1. The time of light, or interval between one night and the next; the time between sunrise and sunset, or from dawn to darkness; hence, the light; sunshine; -- also called daytime.
2. The period of the earth's revolution on its axis. -- ordinarily divided into twenty-four hours. It is measured by the interval between two successive transits of a celestial body over the same meridian, and takes a specific name from that of the body. Thus, if this is the sun, the day (the interval between two successive transits of the sun's center over the same meridian) is called a solar day; if it is a star, a sidereal day; if it is the moon, a lunar day. See Civil day, Sidereal day, below.
3. Those hours, or the daily recurring period, allotted by usage or law for work.
4. A specified time or period; time, considered with reference to the existence or prominence of a person or thing; age; time.
A man who was great among the Hellenes of his day. --Jowett (Thucyd. )
If my debtors do not keep their day, . . .
I must with patience all the terms attend. --Dryden.
5. (Preceded by the) Some day in particular, as some day of contest, some anniversary, etc.
The field of Agincourt,
Fought on the day of Crispin Crispianus. --Shak.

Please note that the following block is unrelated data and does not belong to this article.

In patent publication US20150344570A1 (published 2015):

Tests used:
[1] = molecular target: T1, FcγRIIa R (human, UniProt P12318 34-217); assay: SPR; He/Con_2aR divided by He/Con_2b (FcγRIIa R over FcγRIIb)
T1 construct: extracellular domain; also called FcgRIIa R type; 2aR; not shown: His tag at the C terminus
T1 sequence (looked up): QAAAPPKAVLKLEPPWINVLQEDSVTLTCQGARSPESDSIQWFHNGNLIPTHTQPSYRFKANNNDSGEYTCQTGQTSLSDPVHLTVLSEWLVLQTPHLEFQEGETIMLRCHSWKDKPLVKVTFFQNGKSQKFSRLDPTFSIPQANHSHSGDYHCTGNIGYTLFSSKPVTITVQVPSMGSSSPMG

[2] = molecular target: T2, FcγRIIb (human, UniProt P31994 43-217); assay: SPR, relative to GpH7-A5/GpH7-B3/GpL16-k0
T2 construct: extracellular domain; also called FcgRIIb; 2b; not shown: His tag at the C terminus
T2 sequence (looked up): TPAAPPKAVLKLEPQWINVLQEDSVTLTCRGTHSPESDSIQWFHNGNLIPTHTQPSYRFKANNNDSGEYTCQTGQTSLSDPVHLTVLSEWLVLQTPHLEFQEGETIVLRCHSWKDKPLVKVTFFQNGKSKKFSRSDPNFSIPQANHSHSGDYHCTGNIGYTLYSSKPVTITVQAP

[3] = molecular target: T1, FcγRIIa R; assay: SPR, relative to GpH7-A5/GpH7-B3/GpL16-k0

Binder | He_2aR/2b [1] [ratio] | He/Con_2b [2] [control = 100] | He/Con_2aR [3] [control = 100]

His name struck fear, his conduct won the day. --Roscommon.
Note: ☞ Day is much used in self-explaining compounds; as, daybreak, daylight, workday, etc.
Anniversary day. See Anniversary, n.
Astronomical day, a period equal to the mean solar day, but beginning at noon instead of at midnight, its twenty-four hours being numbered from 1 to 24; also, the sidereal day, as that most used by astronomers.
Born days. See under Born.
Canicular days. See Dog day.
Civil day, the mean solar day, used in the ordinary reckoning of time, and among most modern nations beginning at mean midnight; its hours are usually numbered in two series, each from 1 to 12. This is the period recognized by courts as constituting a day. The Babylonians and Hindoos began their day at sunrise, the Athenians and Jews at sunset, the ancient Egyptians and Romans at midnight.
Day blindness. Med. See Nyctalopia.
Day by day, or Day after day, daily; every day; continually; without intermission of a day. See under By. “Day by day we magnify thee.” --Book of Common Prayer.
Days in bank Eng. Law, certain stated days for the return of writs and the appearance of parties; -- so called because originally peculiar to the Court of Common Bench, or Bench (bank) as it was formerly termed. --Burrill.
Day in court, a day for the appearance of parties in a suit.
Days of devotion R. C. Ch., certain festivals on which devotion leads the faithful to attend mass. --Shipley.
Days of grace. See Grace.
Days of obligation R. C. Ch., festival days when it is obligatory on the faithful to attend Mass. --Shipley.
Day owl, Zool., an owl that flies by day. See Hawk owl.
Day rule Eng. Law, an order of court (now abolished) allowing a prisoner, under certain circumstances, to go beyond the prison limits for a single day.
Day school, one which the pupils attend only in daytime, in distinction from a boarding school.
Day sight. Med. See Hemeralopia.
Day's work Naut., the account or reckoning of a ship's course for twenty-four hours, from noon to noon.
From day to day, as time passes; in the course of time; as, he improves from day to day.
Jewish day, the time between sunset and sunset.